Jan
4

Unicorns, Fact or Fiction?

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The lyrics are from, The Unicorn, a song made famous by The Irish Rovers, a Canadian folk group was recorded and released in 1968, selling 8 million records and reaching #2 on the Top 100 list.  The author, Shil Silverstein, also wrote A Boy Named Sue.

Now one of the attacks on (and mockery of) the King James Version is its mention of unicorns, not just once, but nine times – Numbers (23:22;24:8), Deuteronomy (33:17), Job (39:9;39:10), Psalms (22:21;29:6;92:10), and Isaiah (34:7).  At best it is said that the KJV translators made a mistake; at worst it is claimed that the KJV proves the Bible contains errors, for there are no unicorns in existence today and no fossils have ever been found of such a creature.  So when it comes to unicorns, let’s separate unicorn fact from unicorn fiction.

The latest (2015) edition of Webster’s dictionary defines unicorn as – “A mythical horse-like animal with a single horn growing from its forehead.”  And that is how it has come to be seen;  a fantasy figure with magical powers that can only be tamed by virgin maidens.  But the very first (1828) edition of Webster’s dictionary defines unicorn as – “An animal with a single horn growing almost erect from the nose, a beast, that when full grown, is twelve feet long.”  Notice, no mention then of a unicorn being a mythical creature of the fantasy world.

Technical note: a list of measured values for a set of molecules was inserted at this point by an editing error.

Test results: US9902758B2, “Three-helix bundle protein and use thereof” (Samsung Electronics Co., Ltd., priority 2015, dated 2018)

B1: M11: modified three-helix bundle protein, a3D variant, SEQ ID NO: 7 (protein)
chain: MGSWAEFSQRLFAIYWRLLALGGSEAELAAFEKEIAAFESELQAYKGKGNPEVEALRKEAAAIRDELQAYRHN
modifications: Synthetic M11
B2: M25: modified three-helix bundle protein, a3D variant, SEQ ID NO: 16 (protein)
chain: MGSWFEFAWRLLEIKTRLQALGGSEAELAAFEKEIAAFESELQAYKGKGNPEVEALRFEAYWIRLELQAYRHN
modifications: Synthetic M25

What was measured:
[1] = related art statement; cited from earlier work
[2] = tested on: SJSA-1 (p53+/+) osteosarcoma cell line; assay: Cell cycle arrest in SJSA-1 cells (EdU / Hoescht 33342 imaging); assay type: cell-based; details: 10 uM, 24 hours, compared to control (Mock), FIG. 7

And just as Webster’s 2015 definition of a unicorn (as myth) is based upon the current use of the word now; so too was Webster’s 1828 definition of a unicorn (as real) based upon the current use of the word then.  In other words, at least up until 1828, a unicorn was understood to have been an actual animal (be it by that time very rare or totally extinct).  Thus when the KJV translators came to the Hebrew word reem (meaning a one-horned animal) they called it a unicorn (uni/one and corn/horn).  However, Bible skeptics take the 2015 unicorn (as myth) definition and apply it all the way to 1611 when the unicorn (as real) was then the standard definition.

Biblically, when God mentions the unicorn in Job 39:9-12, the animal appears in the middle of a list of other common animals that no one doubts their actual existence.  And what God says of the unicorn is nothing like the mythical pacifist horse-like creature.  Instead this is a rhinoceros-like (rhinoceroses have two horns) beast of great strength that is useless for agricultural work, refusing to serve man by plowing.